Pham ended up in Livingston, New Jersey, and is now in her final year of anesthesiology residency at Saint Barnabas Medical Center.

Advice for Others

Looking back, Sahakyan is philosophical. "You need to know that whatever happens, it's for a reason," she said. "We cannot control everything, but we can move forward and see what the future brings." That said, she admitted that moving from one hospital to another was stressful. "You feel like you are lost." She is now at Brown University in Providence, Rhode Island in the Department of Diagnostic Radiology.

Knowing what she does now, she added, "I would be more proactive about what I wanted. I also wish I'd had more time to reach out to more places. There was a lot of pressure to say yes to the first offer."

Because the Hahnemann closure was the biggest trainee "orphaning event" in history, it "offers valuable lessons for educational leaders who may face this difficult situation in the future," Aizenberg and colleagues wrote. "Optimizing the redistribution of displaced [medical] trainees in the setting of hospital bankruptcy requires interorganizational cooperation and new policies and processes that are critical to protecting trainees."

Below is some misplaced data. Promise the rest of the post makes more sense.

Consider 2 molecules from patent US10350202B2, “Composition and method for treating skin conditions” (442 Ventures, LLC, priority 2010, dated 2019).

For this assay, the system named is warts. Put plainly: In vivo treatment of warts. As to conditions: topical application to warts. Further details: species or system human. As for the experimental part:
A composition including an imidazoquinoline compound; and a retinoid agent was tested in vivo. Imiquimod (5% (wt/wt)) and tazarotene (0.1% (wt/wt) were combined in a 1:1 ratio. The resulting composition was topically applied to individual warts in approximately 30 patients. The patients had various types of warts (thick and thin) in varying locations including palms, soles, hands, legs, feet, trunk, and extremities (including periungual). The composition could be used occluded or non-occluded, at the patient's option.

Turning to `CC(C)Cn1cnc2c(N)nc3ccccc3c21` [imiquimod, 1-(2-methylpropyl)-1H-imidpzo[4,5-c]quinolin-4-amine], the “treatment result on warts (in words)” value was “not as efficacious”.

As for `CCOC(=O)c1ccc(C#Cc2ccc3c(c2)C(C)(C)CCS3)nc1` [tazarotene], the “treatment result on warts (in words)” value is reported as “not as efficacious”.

Despite their ultimate success in finding a new home, the residents interviewed described some lingering effects. "Sometimes I miss my classmates," said Sahakyan. "We started together…but what can we do?"

"On an emotional level, it was a little hard," Adeli agreed. "We had formed relationships for years with other people, and here we were starting over again."

"It was an immensely stressful time that happened to work out well for some of us," Sibert said.

Looking back, things worked out better for some attending physicians compared with others, D'Mello said. "Some were lucky enough to eventually find jobs elsewhere. But for most it took a long time to find a job. And some were forced into retirement."

"There was a whole gamut of negative impacts for the attending," he added.

Damian McNamara is a staff journalist based in Miami. He covers a wide range of medical specialties, including infectious diseases, gastroenterology and critical care. Follow Damian on Twitter.